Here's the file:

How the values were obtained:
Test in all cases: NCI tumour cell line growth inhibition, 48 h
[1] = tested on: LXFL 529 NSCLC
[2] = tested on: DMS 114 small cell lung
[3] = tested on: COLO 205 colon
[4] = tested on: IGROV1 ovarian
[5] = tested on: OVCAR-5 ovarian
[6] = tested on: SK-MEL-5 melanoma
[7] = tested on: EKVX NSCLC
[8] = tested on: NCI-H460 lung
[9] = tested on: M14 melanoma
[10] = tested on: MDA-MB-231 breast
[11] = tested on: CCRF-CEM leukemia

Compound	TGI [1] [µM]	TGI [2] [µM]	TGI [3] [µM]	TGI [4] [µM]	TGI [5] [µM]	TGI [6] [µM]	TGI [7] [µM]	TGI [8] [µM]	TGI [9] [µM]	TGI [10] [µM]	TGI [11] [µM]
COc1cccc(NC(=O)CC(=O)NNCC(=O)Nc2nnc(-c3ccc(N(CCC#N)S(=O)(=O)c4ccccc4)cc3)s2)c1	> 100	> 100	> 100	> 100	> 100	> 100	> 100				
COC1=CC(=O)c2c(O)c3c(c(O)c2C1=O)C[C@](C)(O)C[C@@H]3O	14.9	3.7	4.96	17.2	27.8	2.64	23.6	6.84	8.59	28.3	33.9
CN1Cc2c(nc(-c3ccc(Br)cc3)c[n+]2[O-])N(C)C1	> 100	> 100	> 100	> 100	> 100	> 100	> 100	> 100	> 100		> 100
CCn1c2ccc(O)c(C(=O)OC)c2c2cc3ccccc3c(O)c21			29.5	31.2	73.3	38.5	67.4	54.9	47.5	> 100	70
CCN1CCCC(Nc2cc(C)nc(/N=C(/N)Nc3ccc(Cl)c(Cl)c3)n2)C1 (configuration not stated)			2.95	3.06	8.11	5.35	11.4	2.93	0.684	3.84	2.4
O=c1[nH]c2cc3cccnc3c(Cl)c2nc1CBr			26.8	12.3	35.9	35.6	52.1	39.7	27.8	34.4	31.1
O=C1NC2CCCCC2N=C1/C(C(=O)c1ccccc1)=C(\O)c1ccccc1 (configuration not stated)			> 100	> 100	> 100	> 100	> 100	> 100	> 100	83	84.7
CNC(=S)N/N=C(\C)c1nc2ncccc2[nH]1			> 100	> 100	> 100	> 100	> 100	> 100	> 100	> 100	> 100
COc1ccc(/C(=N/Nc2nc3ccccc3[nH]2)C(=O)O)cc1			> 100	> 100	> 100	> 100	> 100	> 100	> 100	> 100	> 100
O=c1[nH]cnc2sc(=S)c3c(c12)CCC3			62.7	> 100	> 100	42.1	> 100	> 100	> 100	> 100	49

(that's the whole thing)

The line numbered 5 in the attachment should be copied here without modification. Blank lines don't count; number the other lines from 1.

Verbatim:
[3] = tested on: COLO 205 colon